Becoming Your Own Prodigy

Becoming Your Own Prodigy

Photo by Tetiana SHYSHKINA on Unsplash


Becoming Your Own Prodigy

Recently, I was thinking about prodigies and exactly what factors contribute to the making of these extraordinary individuals.  Fully engaged and complete with my preconceived notions and ideas, I begin my research in order to quench my curiosity. 

You may have noticed that I began this blogpost with a photo of a violin. This was no mere coincidence. The violin was the first instrument I ever picked up only to play it for less than a year and then have it gather dust in the closet before giving it away. Since abandoning it, I’ve always had a strong desire to learn how to play it again. Perhaps there are clues to the phenomena of prodigies that some of us old timers ( hey, who are you calling old? ), ahem, I meant to say youth-deprived, might be able to benefit from.

While reading up on the subject, I realized that this may fall in line with all the talk about longevity studies of recent years. It seems we’re all looking for ways to further our capabilities, as well as surviving long into the future, in order to live our lives to the fullest. I suppose when it comes to child prodigies, a little reverse engineering is taking place. They come out of the gate charging and pushing past arbitrary boundaries without giving it much concern.


 Where you find prodigies, you also find such things as elevated general intelligence, exceptional attention to detail, and most often than not, a great amount of parental involvement. The parent or parents are there to stoke the fire and lend the support needed in the child’s quest for mastery. The fire I speak of seems to be inherent in the child, almost built-in and just waiting for that external spark to catch it. Above and beyond these factors, something a little more scientific seems to be a common denominator. That thing happens to be superior working memory.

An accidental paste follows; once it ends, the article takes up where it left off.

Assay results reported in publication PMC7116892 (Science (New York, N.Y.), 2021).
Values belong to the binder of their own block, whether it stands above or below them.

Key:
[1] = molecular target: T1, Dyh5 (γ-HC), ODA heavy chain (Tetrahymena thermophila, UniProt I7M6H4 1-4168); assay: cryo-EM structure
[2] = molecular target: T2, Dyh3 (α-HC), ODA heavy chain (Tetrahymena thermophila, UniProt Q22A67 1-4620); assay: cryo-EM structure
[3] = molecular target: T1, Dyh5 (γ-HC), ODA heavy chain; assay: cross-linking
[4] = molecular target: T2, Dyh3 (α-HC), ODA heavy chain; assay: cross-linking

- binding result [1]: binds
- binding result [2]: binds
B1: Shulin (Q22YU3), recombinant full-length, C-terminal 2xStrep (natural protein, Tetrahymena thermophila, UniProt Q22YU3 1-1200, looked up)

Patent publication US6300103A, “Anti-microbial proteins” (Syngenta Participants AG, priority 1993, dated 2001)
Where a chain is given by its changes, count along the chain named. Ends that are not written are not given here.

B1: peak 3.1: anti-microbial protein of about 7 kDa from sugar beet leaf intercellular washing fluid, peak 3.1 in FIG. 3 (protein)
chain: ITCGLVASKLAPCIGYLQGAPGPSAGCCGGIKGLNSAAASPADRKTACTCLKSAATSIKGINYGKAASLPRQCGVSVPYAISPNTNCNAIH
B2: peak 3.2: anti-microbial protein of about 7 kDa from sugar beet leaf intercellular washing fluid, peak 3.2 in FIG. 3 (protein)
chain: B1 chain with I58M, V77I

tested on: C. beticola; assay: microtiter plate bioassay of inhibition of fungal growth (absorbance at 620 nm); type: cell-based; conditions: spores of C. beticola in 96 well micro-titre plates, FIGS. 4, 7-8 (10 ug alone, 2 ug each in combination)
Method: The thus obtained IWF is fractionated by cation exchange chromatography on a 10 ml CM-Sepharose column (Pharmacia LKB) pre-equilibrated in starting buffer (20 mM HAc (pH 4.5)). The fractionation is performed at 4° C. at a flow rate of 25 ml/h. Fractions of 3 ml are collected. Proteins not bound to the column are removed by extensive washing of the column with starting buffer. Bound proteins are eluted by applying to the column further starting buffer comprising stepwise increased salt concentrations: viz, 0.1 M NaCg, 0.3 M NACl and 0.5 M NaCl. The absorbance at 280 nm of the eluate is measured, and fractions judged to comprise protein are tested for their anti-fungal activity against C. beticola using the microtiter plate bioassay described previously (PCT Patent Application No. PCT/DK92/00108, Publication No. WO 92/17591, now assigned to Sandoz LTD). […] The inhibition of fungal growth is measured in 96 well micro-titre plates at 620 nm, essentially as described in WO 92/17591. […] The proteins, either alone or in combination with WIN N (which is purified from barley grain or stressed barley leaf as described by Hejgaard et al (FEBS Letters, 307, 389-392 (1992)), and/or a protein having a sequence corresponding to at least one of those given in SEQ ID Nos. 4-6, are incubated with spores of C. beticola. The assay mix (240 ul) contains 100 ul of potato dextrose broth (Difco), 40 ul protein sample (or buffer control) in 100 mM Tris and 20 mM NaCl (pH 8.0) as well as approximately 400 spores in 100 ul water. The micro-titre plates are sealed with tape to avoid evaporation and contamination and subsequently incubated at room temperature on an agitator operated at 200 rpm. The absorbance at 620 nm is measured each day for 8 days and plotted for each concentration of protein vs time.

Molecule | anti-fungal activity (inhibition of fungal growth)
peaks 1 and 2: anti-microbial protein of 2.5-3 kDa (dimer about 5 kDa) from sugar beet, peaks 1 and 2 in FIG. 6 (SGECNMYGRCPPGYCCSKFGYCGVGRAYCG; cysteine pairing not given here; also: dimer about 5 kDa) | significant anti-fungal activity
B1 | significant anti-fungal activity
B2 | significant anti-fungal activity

It seems that the bigger the working memory the better. In studies conducted by Joanne Ruthsatz and Ellen Winner, music prodigies scored the highest in working memory among all other prodigies in art and mathematics.

When I think of music prodigies, I gravitate to the legendary musician, songwriter and producer, Stevie Wonder. Born Stevland Hardaway Morris and blind since infancy, it’s amazing to think that he was signed as a recording artist by Motown Records at the tender age of 11. He went on to win 25 Grammies, sell over 100 million records and be a major influence in the music industry as a whole. He has also credited his parents for playing a crucial role in his success due to their unwavering support.

                 Photo source : Wikipedia 

So at least we know now that working memory, attention to detail and kind, steadfast support can help us all awaken the prodigies in us all. Training your working memory and attention capacity is all possible at any age. I was reminded of  this when reading Steven Kotler’s book “Gnar Country - Growing Old, Staying Rad” where he takes a deeper dive into this science by learning the young man’s sport of park skiing at the age of 52.

It’s true that support also plays a huge role as well but it’s also true that that support can come from within. I think we can learn to be our very own best cheerleaders when others might not be close by or busy juggling their own lives. I’m positive that we can all flex our collective memory muscles if and when the occasion calls for it, so why not create the occasion sooner rather than later? All this talk about achieving a goal such as learning a new instrument, foreign language or new art techniques has me quite energized, how about you? What’s something you’ve always wanted to pick up and learn, enough so that you’ll give it a go? Please tell me in the comments.

Cheers and Best Wishes!


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